The rings of Saturn are about 10 meters thick. Yet they light up the solar system with wonder and awe. In this NASA image, the Earth is seen from the Cassini spacecraft through a gap in the rings of Saturn. It’s an encore of the famous Pale Blue Dot image of Earth seen from 6 billion km away back in 1990. In this new image, if you look closely, Earth’s moon is also visible. As astrophysicist Neil deGrasse Tyson might say, this one photo provides a substantial cosmic perspective. We are tiny. We are alone. This is the only home we have.
The designs of desktop and laptop PCs and Macs have reached a plateau. There’s not much more to be done. But user hunger for computational power never ceases. While Apple has traditionally focused on design, it may be time for Apple to, instead, dwell on sheer computational power, an enduring addiction for everyone.
With Amazon Alexa being joined in our living rooms by Google Assistant and now Microsoft Cortana, it’s clear that Apple needs to step up to the plate and take back the home. Jeff Butts makes the case for why Cupertino needs to develop an Echo-like device for Siri.
Amazon has Echo, Google has Home, Apple reportedly has its own voice controlled assistant in the works, and now Microsoft is getting in on the game, too. Microsoft’s device is called Invoke, and it uses the company’s Cortana voice interface coupled with Harman Kardon speakers.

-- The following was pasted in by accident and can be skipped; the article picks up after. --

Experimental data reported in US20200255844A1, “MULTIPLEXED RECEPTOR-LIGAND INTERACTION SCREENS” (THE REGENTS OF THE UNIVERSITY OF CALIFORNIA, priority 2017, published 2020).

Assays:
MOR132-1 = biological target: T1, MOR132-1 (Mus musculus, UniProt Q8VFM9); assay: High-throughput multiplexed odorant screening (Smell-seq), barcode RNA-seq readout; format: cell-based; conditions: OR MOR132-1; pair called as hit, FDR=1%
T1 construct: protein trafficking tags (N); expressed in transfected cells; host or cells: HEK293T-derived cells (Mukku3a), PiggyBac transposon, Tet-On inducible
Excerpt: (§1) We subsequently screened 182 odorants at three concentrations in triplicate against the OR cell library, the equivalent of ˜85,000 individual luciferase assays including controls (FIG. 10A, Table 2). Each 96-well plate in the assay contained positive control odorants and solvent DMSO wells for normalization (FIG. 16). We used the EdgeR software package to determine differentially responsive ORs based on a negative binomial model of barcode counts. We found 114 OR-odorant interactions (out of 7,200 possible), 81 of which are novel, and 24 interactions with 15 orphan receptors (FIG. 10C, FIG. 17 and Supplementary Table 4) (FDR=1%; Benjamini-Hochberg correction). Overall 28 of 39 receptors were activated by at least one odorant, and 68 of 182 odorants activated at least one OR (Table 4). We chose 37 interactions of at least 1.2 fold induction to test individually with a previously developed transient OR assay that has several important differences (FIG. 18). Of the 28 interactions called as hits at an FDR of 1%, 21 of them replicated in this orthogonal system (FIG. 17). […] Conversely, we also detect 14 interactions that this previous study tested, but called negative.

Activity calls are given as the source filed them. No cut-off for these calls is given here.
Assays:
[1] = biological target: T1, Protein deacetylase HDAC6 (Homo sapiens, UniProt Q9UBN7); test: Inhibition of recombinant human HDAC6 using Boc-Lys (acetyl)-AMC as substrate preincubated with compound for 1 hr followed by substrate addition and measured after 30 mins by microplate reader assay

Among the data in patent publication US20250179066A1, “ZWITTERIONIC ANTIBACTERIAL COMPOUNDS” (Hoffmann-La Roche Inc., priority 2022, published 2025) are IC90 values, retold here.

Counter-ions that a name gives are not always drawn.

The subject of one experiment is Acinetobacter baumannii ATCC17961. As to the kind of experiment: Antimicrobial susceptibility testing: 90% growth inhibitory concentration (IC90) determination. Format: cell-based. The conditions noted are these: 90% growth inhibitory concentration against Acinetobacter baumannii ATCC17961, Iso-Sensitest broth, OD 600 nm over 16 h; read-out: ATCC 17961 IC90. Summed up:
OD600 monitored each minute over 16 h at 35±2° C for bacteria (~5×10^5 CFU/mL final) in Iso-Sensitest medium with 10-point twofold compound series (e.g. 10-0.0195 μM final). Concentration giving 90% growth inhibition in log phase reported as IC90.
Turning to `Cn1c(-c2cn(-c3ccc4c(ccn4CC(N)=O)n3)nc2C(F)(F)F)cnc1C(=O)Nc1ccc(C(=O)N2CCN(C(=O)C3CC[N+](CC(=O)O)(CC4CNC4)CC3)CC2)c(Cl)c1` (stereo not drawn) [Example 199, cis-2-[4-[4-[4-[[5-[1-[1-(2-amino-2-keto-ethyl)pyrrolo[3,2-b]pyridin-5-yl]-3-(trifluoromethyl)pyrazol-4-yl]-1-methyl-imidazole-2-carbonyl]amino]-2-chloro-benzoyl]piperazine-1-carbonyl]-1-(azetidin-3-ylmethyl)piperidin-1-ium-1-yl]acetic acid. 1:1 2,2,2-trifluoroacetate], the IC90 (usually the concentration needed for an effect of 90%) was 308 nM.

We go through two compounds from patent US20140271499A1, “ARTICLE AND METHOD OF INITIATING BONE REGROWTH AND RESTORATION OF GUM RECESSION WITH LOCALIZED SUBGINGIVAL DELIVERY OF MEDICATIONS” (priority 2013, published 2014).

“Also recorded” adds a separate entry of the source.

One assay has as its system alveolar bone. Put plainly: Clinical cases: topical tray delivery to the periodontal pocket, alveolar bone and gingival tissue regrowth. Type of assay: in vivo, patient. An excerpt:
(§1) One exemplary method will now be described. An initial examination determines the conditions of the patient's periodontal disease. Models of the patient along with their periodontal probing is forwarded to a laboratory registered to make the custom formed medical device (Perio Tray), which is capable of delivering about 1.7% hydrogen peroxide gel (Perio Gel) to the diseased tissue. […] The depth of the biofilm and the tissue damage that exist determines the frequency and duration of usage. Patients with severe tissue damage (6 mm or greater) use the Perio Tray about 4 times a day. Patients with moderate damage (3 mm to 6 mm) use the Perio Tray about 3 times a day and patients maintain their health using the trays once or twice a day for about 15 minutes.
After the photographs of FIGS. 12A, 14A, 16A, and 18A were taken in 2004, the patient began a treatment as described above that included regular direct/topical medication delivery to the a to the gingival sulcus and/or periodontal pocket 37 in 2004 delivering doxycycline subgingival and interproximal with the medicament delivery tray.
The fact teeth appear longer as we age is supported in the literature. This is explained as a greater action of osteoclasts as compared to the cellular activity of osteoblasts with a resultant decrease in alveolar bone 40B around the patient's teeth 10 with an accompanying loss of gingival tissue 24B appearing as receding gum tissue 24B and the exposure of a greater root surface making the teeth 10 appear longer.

Today Microsoft has released Visual Studio for Mac, which it previewed at the Microsoft’s Connect(); 2016 developer event. It’s exciting news for developers who want to develop for Windows without giving up their Apple devices.
Readdle announced Wednesday the release of PDF Expert 6 for iPhone and iPad. The update includes a new interface, the ability to password protect files, and you can work from and save to Dropbox. On the editing side, users can edit PDF text, add and replace images, add links to text and pictures, and redact content. The company put together a good video showing off the new features (below). PDF Expert 6 is available now on the App Store at $9.99.
Microsoft has its own Amazon Echo competitor coming, and it’s called Invoke. Kelly Guimont and John Martellaro join Jeff Gamet to share their reactions to Microsoft’s new Cortana-based product, voice assistants, smart home fatigue, and more.